Hellmuth, George W.
Hortense Place architectural drawings. 2 roll storage boxes.
Plans for the residences of Isaac Cook, Jr.; F.V. Hammar; Albert Lambert; Marion Lambert; and Amedee V. Reyburn; in Hortense Place, St. Louis. Also unidentified floor plan for an apartment or condominium. Copies. Missouri Historical Society does not own the original drawings.
Cite as: George W. Hellmuth, Hortense Place Architectural Drawings, Missouri Historical Society, St. Louis.
Papers, 1845-1890. 3 folders (approx. 100 items).
Papers and tax receipts of Dude H. Janssen. Autograph and poetry manuscripts of Franz Tolle.
Cite as: Hempelmann Family Papers, Missouri Historical Society, St. Louis.
Hempen, H. Joseph.
Missouri sesquicentennial collection. 1969-1972. 4 boxes (2.5 linear ft.)
Mr. Hempen worked for Opticomm. Inc., in St. Louis. He collected material on Missouri Sesquicentennial celebration for a documentary history of same.
Collection includes: correspondence, newsclippings, photos, graphic materials, fliers, brochures and other printed matter regarding state-wide and local celebrations of the Missouri Sesquicentennial celebrated in 1971 for a documentary history of Missouri Sesquicentennial. Includes material on local celebrations in St. Louis, Lexington, Florissant, Columbia, Hermann, Charleston, Cole County, Independence, Jefferson County and St. Charles; celebration sponsored by the First State Capital Restoration and Sesquicentennial Commission. Includes layouts and proposed text for book. Also Sesquicentennial issues of Missouri newspapers.
Cite as: H. Joseph Hempen Missouri Sesquicentennial Collection, Missouri Historical Society, St. Louis.
Hempstead, Stephen (1754-1831).
Papers, 1787-1846; 1853; 1874; 1917. 2 boxes (1.0 linear ft.); 1 volume
Stephen Hempstead, born 1754, New London, Conn, married 1831, St. Louis. Served in the Revolutionary War, answered first call for troops May 6, 1775. In 1811, he and his wife and several of the younger children moved to St. Louis. He helped to establish the Presbyterian faith in the Territory, was active in civic affairs.
Papers consist of correspondence of Stephen Hempstead family, of early religious leaders, others. Correspondence between Manuel Lisa and Mary Hempstead Lisa. Papers of Stephen, Edward, Charles, and William Hempstead. Diary, 1813-1831, of Stephen Hempstead, dated 1813-1831, which includes accounts regarding farming of land north of St. Louis, comments on the weather, farm tasks, occupation of his slaves, births, deaths, marriages of family and friends, and information on the establishments of missions in the Missouri Territory; and weekly records of Stephen Hempstead's Presbyterian Church attendance, 1787-1821, in New London, Conn., and St. Louis. Letterbook, 1805-1830, of original letters to Stephen Hempstead from Salmon Giddings, Timothy and Abel Flint, others, and with an account, in hand of Hempstead, of trip to St. Louis with his family in 1811. In part photostats and typescript copies.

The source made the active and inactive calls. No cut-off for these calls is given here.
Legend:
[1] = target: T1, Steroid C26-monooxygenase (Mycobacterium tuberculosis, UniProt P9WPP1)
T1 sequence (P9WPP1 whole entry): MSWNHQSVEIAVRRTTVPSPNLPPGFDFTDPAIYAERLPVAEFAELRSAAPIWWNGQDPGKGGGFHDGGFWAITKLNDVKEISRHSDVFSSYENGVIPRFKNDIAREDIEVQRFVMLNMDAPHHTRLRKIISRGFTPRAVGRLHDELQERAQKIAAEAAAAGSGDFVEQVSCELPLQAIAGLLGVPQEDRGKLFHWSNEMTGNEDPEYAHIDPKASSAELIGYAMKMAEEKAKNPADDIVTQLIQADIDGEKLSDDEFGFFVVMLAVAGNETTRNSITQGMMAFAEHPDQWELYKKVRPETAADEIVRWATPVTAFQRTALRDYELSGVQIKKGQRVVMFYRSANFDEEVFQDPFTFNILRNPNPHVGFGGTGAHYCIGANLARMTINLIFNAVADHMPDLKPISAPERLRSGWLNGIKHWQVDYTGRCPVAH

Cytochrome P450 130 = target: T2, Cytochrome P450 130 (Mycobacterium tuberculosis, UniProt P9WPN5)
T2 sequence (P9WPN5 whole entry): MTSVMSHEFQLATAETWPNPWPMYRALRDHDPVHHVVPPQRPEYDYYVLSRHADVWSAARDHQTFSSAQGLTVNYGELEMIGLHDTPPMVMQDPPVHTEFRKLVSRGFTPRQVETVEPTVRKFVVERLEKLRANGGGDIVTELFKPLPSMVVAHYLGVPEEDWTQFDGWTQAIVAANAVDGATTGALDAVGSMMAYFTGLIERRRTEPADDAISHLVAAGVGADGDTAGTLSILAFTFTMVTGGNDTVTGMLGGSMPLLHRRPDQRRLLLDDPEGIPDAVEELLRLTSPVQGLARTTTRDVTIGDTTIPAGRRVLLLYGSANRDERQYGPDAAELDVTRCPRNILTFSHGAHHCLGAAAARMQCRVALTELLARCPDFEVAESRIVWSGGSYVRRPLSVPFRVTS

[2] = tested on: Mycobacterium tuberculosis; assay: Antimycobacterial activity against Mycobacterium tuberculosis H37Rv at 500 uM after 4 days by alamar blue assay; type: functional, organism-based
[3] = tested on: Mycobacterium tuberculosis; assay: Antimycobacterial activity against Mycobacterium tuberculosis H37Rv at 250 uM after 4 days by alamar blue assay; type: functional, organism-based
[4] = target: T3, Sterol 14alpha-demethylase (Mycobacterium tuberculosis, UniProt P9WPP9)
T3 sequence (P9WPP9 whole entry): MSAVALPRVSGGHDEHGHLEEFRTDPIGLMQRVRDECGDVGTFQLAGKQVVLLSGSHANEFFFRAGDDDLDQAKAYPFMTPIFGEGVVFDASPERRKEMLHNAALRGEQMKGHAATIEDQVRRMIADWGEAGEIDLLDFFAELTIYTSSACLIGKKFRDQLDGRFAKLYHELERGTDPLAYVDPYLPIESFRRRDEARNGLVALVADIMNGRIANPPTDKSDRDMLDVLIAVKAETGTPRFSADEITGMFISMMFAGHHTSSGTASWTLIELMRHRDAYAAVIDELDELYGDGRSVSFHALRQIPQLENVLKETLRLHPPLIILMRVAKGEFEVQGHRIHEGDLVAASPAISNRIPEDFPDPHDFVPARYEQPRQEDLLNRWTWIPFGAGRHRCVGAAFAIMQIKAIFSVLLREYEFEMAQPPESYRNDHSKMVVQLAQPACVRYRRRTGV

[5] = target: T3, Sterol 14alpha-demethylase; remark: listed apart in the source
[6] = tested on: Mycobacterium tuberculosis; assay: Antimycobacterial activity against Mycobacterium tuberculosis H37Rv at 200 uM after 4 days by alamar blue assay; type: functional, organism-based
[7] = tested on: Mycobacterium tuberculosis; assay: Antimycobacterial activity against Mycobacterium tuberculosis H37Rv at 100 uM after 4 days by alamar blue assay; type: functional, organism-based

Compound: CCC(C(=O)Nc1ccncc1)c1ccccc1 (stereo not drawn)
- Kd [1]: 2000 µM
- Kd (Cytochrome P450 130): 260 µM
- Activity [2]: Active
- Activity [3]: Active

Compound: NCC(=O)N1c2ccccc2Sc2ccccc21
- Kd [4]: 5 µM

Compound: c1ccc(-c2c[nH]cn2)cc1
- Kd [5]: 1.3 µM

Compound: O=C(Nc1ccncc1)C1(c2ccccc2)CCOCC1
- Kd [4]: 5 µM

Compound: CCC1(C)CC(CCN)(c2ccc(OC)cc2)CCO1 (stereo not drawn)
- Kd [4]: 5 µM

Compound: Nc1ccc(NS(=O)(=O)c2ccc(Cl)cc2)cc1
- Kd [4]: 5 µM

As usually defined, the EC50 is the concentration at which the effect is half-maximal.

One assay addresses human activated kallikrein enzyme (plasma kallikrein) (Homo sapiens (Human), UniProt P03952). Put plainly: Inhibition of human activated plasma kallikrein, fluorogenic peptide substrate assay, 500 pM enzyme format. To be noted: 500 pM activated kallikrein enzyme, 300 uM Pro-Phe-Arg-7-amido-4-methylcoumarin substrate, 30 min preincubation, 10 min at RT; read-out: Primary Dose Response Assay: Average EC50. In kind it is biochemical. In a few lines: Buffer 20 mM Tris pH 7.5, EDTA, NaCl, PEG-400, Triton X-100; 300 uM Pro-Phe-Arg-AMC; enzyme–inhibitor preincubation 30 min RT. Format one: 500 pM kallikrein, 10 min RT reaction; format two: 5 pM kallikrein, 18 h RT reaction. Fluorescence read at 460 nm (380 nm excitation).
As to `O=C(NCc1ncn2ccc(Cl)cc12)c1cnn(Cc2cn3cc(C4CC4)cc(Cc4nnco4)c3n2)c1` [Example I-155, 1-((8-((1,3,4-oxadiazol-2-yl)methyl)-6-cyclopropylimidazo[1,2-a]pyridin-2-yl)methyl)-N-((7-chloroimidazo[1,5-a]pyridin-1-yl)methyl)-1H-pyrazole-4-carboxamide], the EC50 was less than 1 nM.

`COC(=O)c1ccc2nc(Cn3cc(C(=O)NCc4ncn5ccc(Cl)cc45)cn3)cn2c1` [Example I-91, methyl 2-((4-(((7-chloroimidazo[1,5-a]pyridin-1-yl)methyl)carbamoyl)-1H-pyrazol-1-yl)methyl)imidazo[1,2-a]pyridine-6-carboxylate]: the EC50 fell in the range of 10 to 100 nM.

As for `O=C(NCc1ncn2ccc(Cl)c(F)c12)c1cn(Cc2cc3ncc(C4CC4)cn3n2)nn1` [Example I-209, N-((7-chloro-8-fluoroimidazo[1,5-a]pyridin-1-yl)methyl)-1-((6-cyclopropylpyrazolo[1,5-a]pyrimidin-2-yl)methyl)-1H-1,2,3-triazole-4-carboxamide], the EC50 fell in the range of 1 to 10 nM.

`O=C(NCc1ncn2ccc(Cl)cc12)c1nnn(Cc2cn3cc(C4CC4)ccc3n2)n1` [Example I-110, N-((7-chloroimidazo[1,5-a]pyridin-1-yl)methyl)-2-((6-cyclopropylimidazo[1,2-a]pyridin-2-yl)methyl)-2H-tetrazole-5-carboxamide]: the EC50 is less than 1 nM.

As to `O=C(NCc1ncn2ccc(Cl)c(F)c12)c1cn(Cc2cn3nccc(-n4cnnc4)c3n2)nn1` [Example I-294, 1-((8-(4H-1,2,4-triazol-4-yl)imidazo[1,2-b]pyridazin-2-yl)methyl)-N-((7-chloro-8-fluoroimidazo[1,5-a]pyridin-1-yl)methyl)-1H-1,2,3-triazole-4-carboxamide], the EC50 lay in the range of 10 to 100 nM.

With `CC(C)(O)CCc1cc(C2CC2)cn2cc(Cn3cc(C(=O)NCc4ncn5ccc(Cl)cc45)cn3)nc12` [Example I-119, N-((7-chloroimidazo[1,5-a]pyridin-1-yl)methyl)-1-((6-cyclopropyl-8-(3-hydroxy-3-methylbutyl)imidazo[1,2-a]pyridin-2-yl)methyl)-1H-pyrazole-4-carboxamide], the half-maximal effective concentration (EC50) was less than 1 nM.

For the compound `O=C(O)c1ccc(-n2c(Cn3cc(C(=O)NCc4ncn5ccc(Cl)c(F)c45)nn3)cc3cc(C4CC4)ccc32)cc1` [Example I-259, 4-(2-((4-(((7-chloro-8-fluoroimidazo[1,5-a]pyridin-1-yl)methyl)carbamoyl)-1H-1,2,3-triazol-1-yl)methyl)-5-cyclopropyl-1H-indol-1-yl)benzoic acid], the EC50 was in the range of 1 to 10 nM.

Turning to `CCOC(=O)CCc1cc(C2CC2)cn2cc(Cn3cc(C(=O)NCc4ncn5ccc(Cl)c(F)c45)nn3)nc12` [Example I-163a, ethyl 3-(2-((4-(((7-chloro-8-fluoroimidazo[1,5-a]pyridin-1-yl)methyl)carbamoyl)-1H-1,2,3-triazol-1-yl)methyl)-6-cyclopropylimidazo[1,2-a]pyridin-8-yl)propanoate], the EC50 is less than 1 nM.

Diary published in nine parts in Bulletin of the Missouri Historical Society, Volume XIII, Number 1 (October 1956)-Volume XXII, Number 4, Part 1 (July 1966).
Cite as: Stephen Hempstead Papers, Missouri Historical Society, St. Louis.
Edwin W. Henderson
The collection consists of family correspondence; church programs of Second Baptist Church, St. Louis;receipts; invitations; postcard from the Life of Christ exhibit, 1904 World's Fair; list of popular songs of the American Expeditionary Force, WWI; menu from Christmas dinner for the Third Instruction Company, Camp Meade, MD, 1918; photograph, calling card and death notice of Monsignor Capel; program of Hickory Council No. 766, Royal Arcanum, St. Louis, 1884; school report card of William G. Pettus, Smith Academy, 1888; prospectus of the Miss M.E. Brooks School for Young Ladies, 1887; and eighteen business cards from St. Louis businesses and four St. Louis Post-Dispatch receipt cards.
Cite as: Edwin W. Henderson Papers, Missouri Historical Society, St. Louis
Hennard, John F.
Journal, 1858. 1 volume
Journal, dated February 22 to December 18, 1858, describing the operation of the St. Louis Fire Alarm Telegraph which went into operation Feb. 22, 1858, listing responses to fires, etc.
Cite as: John F. Hennard Journal, Missouri Historical Society, St. Louis.
Hennings, Thomas C. (1875-1952).
Papers, 1899-1961. 1 box (0.5 linear ft.)
Member of the Missouri Constitutional Convention, 1943-1944.
Papers pertaining to the 1943-1944 Constitutional Convention of Missouri, 1943-1961; correspondence with Charlton and Dorothy Ogburn on authorship of Shakespeare plays; speeches made by Henning; invitations; etc. Other correspondence of Henning's from prominent St. Louisans, including A.B. Lambert, Kenton R. Reaves, Daniel R. Fitzpatrick, Ethan A.H. Shepley, Daniel K. Catlin, Ernest Kirschten, Harry R. Burke, Douglas V. Martin, Jr., Gale F. Johnston, Clark M. Clifford, Curtis A. Betts, Jacob M. Lashly, Samuel H. Liberman, Guy A. Thompson, and Herbert S. Hadley.
Cite as: Thomas C. Hennings Papers, Missouri Historical Society, St. Louis.
Hennings, Thomas C., Jr.
Papers, 1951-1973. 3 boxes (0.9 linear ft.)
Correspondence of Thomas C. Hennings, Jr., U.S. Senator from Missouri, with John Raeburn Green, St. Louis, and with Missouri Historical Society, 1951-1960. Approx 200 pieces, covering personal affairs, legal business matters, discussion of civil rights defense of Communists, restoration of Jefferson Barracks, etc. Additional 100 pieces concerning disposition of bequest of Hennings for charitable foundation (1962-1966), and about 1200 pieces, 1951-1966, consisting of Hennings' correspondence with John Raeburn Green.
Larger portion of collection closed until 1990.
Cite as: Thomas C. Hennings, Jr., Papers, Missouri Historical Society, St. Louis.